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Do you fear your friends have more exciting jobs than you do, dress better than you do, or even date better men? If so, you might be suffering from the Comparison Syndrome.


Manal is 24 years old, from Alexandria, and had everything on her wish list: a good job in advertising agency, a nice car and even her own flat. She used to be a busy woman meeting friends and colleagues during the week regularly and going to parties at the weekends. But Manal always had the sneaking feeling that she was not doing as well as others.


“It started with small things, like I felt that my clothes were not as funky as others, then it developed that whatever I do at work I had an inner feeling that my colleagues had done a better job. It was a button switched off, remembering all my bad points and forgetting all the good characteristics that I have”, says Manal.


After one year, Manal’s performance at work was down and her personal life was doing badly. She quit seeing friends; she began to hate her job and preferred to spend her weekends staying at home. She was developing an obsession that whatever she did, she did not measure up! Her parents grew concerned about her and didn’t understand what had happened.


Understanding the Trap:


Like thousands of women, Manal became a victim of Comparison Syndrome, which is the tendency to compare ourselves unfavorably with other women whether they’re friends, colleagues, strangers or even celebrities. It is normal for CS to be present at some level, but with the different lives women lead nowadays it has been more and more epidemically present within women. Our grandmothers focused on being wives and mothers, but modern girls are expected to do all that PLUS be a hotshot at work, look good and be financially independent.


So this means we value ourselves by how many things we tick off from our mental checklist. As young women we feel we have something to prove because so much is expected of us. The next step is comparing ourselves to other women. We have this fear that if we let ourselves slip at any point, someone better can replace us. Psychological statistics verify that at least three out of four have an attack of CS once in their life.


The Self Esteem Factor:


The root of the problem is self esteem. CS is self defeating. We compare ourselves to the most intelligent colleague or the most beautiful house our colleague owns. So of course we never measure up! Age is another factor. CS hits commonly women in their 20s, as this is the generation that is expected to have it all. We are under the impression that we should be reaching a managerial position at 25, get married between 26- 28, have children by 30! If a friend beats us then we are a failure!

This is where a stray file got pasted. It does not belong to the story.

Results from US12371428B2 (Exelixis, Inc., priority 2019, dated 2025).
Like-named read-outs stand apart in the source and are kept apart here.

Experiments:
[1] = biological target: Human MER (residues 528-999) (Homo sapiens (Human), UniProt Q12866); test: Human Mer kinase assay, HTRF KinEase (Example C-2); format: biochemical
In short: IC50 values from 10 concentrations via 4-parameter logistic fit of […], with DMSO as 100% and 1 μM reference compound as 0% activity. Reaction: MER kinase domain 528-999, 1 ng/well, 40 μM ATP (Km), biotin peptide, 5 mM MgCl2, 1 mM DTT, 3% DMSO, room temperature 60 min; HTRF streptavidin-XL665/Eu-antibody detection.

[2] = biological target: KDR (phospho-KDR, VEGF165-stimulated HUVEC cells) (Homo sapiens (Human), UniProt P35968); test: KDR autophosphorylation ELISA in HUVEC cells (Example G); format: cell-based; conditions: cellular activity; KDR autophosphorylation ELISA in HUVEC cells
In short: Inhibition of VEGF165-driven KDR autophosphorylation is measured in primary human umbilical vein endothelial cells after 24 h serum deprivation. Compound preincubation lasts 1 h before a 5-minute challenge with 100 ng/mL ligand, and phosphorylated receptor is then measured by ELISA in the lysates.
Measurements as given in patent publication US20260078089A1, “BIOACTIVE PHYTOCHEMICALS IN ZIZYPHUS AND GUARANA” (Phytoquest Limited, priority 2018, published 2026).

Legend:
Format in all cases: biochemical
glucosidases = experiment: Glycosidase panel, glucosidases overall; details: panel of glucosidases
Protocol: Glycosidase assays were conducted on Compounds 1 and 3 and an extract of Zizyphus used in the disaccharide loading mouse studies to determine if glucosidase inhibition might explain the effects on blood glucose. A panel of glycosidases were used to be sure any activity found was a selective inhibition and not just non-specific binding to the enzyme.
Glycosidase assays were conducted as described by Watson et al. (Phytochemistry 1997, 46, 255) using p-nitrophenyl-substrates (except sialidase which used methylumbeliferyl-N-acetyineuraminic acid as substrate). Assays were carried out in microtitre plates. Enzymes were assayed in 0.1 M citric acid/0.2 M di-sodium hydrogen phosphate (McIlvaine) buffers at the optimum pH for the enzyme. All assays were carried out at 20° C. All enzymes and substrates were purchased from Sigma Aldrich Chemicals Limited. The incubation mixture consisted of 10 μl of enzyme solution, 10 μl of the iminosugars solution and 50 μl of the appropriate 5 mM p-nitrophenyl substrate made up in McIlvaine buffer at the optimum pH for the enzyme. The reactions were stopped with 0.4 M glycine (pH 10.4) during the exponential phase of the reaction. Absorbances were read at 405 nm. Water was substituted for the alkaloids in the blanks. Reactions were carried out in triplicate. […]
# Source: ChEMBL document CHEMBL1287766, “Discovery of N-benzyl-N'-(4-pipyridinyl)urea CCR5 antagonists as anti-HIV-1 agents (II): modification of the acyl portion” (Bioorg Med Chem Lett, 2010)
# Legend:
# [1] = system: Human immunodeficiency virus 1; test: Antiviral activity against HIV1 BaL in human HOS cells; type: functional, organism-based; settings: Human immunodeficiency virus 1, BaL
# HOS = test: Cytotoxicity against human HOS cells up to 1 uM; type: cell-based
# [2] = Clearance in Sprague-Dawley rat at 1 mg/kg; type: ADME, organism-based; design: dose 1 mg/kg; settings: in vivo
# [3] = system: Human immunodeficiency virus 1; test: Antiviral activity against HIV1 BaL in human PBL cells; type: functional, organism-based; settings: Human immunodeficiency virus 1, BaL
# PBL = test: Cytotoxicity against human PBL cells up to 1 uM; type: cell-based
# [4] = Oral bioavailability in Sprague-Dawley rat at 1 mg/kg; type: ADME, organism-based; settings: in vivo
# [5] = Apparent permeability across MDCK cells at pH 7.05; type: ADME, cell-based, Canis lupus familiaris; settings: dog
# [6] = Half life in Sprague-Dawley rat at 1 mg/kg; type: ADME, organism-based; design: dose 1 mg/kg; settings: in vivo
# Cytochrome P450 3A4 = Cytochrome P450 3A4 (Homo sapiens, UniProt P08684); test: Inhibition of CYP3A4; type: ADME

Even though men may want these things too they don’t suffer the same level of CS as women do. Men don’t compare themselves unfavorably to others. That’s because men tend to please themselves while women are busy trying to let others approve of them.


If you are the youngest child and feel overshadowed by siblings you may develop an innate desire to do better than your older siblings.


Conquering Comparing:


If you are comparing yourselves to your friends more and more than good news is that you can beat CS. The secret: “Value your own opinion over others’ and celebrate your successes however small they can be.” It sounds simple but requires bravery and practice to make the mental switch.”


STEP 1: Determine your priorities

Create your own ranking system for goals. “Is that what you’ve achieved at work better than anything else you’ve ever done?” Forget friends- have you just beaten your own personal best?


STEP 2: Spot the Triggers

Work out when the desire to compare strikes. Keep a journal for a month noting down what you’re doing when it’s triggered. Is there a pattern?


STEP 3: Invest in your Self Esteem

Think of yourself as a business and work out your selling points. Why not list all the achievements you have made since your childhood onwards, this will make you realise clearly that you’re someone who’s doing well in her own right and thus you don’t need to compete.


STEP 4: Set up a Secret Society

Everyone should have a circle of inner friends that you can confide in. You probably won’t even admit that you have CS to your friends, but at least you need to know that not everyone is competition.


STEP 5: Think about How Others Feel

Finally, look closely at the people you’re comparing you to, and think:

“No one’s life is perfect.”

“Not everyone is as confident or happy as they appear.”

“She may seem happy, but she must have other insecurities.”


Walking Tall:


It is important to realise that it is not how much you earn, where you work, and how often do you go out is all that counts. What really counts is what makes you happy!


Do you have Comparison Syndrome?


  1. You find it hard to accept a compliment.
  2. You waste time worrying about throwaway comments
  3. You avoid situations where you’ll meet “successful” people such as conferences, reunions, etc
  4. You feel resentful when other people tell you their good news.
  5. You’re afraid to give your opinion, even to your friends and family, in case it’s wrong.
  6. When you look in the mirror, you always find faults.
  7. When describing your job, you always start with, “I’m just a ….”
  8. You find it hard to make decisions because you don’t trust your own judgment.


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